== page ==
I was sat with my grandfather the other evening putting the world to rights over a glass of Cotes Du Rhone. Fed up with the crap on TV we started trying to fine tune his relic of an analogue receiver, this lasted about five minutes before I got annoyed and fired up my laptop.
I suggested perhaps now that he has his own laptop (there’s got to be some bonuses from having a geeky granddaughter right?) we try streaming something through the internet which, returned rather a blank expression. (Worth noting at this point when I first showed my grandfather how to work his laptop the first question asked was ‘where does the paper come out when you print these ‘email things?’)
Never the less, it took less than an hour to get him set up on iTunes and creating playlists of all his favourite artists and minutes later we were ordering speakers from amazon.
This got me thinking about just how much we’ve progressed in the world of digital audio. Its usefulness in the recording and quick mass-production of sound has made distribution of music across the internet staggeringly easy.
(If you find this interesting read on, if you don’t skip to the last paragraph for the happy ending…)
With an analogue audio system, when sound is created it’s done so as a physical waveform which moves in currents across the air, to capture that sound you have to transform the waves into an electrical representation via a transducer where it will be stored or transmitted. Then to re-create into sound, the process is reversed through amplification and then converted back into physical waveforms via speakers.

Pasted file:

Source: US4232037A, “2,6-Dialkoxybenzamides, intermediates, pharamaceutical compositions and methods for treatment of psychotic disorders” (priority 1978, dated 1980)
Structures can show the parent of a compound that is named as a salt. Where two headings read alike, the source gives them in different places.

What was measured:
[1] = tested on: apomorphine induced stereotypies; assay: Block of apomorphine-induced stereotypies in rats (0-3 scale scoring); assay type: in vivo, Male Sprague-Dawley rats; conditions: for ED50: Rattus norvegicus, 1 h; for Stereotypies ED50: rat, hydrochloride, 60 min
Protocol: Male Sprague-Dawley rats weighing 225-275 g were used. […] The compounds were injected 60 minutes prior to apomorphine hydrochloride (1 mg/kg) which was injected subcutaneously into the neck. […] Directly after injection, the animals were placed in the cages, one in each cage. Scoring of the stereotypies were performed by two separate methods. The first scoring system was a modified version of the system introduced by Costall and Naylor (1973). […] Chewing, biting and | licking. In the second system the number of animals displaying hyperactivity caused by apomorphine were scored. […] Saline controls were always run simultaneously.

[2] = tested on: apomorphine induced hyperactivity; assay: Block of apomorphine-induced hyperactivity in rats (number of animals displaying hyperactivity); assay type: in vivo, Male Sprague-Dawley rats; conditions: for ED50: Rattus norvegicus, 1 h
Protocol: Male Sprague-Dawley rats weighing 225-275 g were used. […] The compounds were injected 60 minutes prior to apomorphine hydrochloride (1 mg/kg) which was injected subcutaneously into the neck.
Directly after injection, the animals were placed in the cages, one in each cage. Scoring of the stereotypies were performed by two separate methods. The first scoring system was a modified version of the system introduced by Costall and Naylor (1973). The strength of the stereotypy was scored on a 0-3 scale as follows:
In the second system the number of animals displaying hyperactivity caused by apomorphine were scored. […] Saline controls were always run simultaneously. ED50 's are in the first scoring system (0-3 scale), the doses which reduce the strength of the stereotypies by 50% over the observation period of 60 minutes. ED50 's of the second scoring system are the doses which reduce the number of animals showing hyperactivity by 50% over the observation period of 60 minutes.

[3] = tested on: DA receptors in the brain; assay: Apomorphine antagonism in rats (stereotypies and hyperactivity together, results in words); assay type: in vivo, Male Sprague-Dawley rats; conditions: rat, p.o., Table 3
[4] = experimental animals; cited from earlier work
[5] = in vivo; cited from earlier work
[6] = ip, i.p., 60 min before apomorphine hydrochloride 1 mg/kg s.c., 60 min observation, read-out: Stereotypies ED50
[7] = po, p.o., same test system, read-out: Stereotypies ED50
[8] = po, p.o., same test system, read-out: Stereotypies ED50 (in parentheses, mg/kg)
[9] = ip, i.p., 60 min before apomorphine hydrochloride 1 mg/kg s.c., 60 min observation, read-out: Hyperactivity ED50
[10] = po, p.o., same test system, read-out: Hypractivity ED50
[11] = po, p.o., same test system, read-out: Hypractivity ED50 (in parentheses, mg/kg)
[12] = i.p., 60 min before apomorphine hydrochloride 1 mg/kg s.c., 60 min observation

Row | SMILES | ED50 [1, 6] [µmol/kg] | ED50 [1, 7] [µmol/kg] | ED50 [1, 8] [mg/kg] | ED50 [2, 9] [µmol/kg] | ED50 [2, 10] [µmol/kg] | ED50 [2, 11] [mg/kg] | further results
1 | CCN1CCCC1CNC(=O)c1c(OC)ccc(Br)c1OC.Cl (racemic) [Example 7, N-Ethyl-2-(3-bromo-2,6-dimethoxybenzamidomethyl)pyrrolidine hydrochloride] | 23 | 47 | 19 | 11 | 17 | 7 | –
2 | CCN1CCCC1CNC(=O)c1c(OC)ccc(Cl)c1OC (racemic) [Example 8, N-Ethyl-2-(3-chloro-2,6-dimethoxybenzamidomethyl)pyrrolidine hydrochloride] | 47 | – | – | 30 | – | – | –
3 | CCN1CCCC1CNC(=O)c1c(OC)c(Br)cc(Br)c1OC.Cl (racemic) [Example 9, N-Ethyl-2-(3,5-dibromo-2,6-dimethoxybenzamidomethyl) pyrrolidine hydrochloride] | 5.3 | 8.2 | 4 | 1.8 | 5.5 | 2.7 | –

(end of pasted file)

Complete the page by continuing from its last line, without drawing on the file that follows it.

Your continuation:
With digital audio you take the analogue sample and convert the pulses/ waves into binary signals which are then normally further encoded to allow modification and enhancement. This digital audio is then far simpler to transfer, transmit or store and from today’s wild variations of music you will know that filters and effects are commonly applied too (think N-Dubz, Gorillaz etc).
Once all this fancy pants wizardry has been applied the digital audio is ready to be distributed, which is significantly easier and cheaper as audio data files rather than as physical objects e.g. CD’s (or records if you’re my grandfather).
To be honest I lost him the second I started chatting about waveforms, but the story ends with a happy grandfather with the complete works of Bach, Mozart and Beethoven all for less than a fiver.
Sorted, thank you digital audio.